/ OutOfMemoryError PermGen patterns part1 ~ Java EE Support Patterns

2.17.2011

OutOfMemoryError PermGen patterns part1

An OutOfMemoryError problem is one of the most frequent and complex problems a Java EE application support person can face with a production system. This article is part #1 of a series of posts that will focus on a particular OOM flavour: PermGen space depletion of a Java HotSpot VM.
Part #1 primary objective is to revisit the fundamentals of the permanent generation space and to teach you how to identify a particular pattern of PermGen space problem and possible causes of PermGen memory leak.

Please refer to HotSpot PermGen space for a high level overview of this special Java HotSpot VM memory storage.

OutOfMemoryError: PermGen space patterns

Find below some of the most common patterns of OutOfMemoryError due to the depletion of the PermGen space.

Pattern
Symptoms
Possible root cause scenarios
Resolution
OOM observed during or after a migration of a Java EE server to newer version
- OOM may be observed on server start-up at deployment time
- OOM may be observed very shortly after server start-up and after 1 or 2+ hours of production traffic
- Higher PermGen capacity is often required due to increased Java EE server vendor code and libraries
- Increase your PermGen space capacity via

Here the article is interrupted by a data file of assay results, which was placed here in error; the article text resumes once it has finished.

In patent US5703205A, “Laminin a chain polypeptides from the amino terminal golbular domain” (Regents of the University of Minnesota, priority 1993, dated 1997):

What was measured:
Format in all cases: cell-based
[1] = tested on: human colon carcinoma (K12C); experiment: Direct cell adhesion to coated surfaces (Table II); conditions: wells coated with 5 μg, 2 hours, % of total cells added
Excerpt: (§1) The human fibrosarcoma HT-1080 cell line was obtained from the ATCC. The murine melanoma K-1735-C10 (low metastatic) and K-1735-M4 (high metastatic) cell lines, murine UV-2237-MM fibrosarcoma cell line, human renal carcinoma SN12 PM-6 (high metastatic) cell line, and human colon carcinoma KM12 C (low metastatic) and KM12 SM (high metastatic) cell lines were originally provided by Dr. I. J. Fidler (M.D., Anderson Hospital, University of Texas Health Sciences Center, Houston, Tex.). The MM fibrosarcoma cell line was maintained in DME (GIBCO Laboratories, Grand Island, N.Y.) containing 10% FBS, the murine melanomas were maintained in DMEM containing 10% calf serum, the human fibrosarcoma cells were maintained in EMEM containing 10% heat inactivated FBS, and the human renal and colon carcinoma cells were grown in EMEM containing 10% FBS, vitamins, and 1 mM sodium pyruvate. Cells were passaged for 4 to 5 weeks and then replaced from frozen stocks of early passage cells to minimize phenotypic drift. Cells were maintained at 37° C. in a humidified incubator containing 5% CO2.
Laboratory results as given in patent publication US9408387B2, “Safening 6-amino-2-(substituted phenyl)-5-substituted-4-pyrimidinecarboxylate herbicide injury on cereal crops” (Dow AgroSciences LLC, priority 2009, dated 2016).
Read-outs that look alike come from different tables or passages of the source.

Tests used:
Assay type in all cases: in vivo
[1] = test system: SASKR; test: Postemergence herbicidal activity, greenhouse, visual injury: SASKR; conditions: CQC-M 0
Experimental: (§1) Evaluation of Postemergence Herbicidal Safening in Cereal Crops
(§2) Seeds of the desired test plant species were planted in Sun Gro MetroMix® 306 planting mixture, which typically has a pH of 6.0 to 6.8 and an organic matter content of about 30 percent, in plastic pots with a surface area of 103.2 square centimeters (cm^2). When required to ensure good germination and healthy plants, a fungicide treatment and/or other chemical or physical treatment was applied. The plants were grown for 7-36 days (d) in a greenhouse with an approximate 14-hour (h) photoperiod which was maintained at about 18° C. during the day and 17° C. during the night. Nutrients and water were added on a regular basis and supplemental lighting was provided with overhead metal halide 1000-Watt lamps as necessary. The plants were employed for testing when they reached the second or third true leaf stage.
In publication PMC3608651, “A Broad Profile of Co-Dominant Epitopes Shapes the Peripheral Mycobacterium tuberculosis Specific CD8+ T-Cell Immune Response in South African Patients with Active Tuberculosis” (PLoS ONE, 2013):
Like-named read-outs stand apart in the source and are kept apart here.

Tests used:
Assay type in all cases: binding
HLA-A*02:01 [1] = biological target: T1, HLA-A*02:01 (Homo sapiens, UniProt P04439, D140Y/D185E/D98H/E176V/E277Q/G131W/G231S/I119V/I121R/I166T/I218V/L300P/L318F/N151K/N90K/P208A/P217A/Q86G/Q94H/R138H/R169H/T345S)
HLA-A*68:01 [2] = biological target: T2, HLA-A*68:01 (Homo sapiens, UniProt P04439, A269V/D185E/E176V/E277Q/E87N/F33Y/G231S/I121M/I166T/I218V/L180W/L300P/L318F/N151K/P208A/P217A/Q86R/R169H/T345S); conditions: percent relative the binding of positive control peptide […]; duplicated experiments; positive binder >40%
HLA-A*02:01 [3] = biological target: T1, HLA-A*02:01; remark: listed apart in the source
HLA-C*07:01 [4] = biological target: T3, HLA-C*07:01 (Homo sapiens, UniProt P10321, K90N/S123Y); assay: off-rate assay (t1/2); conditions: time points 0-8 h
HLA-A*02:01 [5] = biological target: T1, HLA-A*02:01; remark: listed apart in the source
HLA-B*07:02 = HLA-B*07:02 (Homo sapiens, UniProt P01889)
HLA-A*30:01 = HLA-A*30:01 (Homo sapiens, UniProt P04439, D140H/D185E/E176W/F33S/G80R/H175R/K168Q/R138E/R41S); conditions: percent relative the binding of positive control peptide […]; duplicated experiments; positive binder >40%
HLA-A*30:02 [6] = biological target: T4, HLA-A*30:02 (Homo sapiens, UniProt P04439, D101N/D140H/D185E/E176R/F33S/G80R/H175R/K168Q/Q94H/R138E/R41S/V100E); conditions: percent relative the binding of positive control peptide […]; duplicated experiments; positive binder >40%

-XX:MaxPermSize
OOM observed after a certain period of time
- OOM observed after a longer but consistent period of time (days)
- PermGen space monitoring will show hourly or daily increase during your application business hours
- There are many possible causes of PermGen space memory leak. The most common is a class loader leak: increasing number of Class objects overtime
- Improper JVM arguments like usage of the Xnoclassgc flag (turn OFF Class garbage collection)
- Review your JVM HotSpot start-up arguments for any obvious problem like Xnoclassgc flag
- Analyse the JVM HotSpot Heap Dump as it can provides some hints on the source of a class loader leak
- Investigate any third party API you are using for any potential class loader leak defect
- Investigate your application code for any improper use of Reflection API and / or dynamic class loading
OOM observed following a redeploy of your application code (EAR, WAR files...)
- OOM may be observed during or shortly after your application redeploy process
- Unloading and reloading of your application code can lead to PermGen leak (class loader leak) and deplete your PermGen space fairly quickly
- Open a ticket with your Java EE vendor for any known class loader leak issue
- Shutdown and restart your server (JVM) post deployment to cleanup any class loader leak

Conclusion

I hope this short article has helped you understand the role of the JVM HotSpot permanent generation space and recognize some common OutOfMemoryError patterns.

The part #2 will focus on the diagnostic and deep dive analysis of your PermGen space problem.
You can also refer to  OutOfMemoryError PermGen space for a real case study on that problem.

3 comments:

Hi PH ,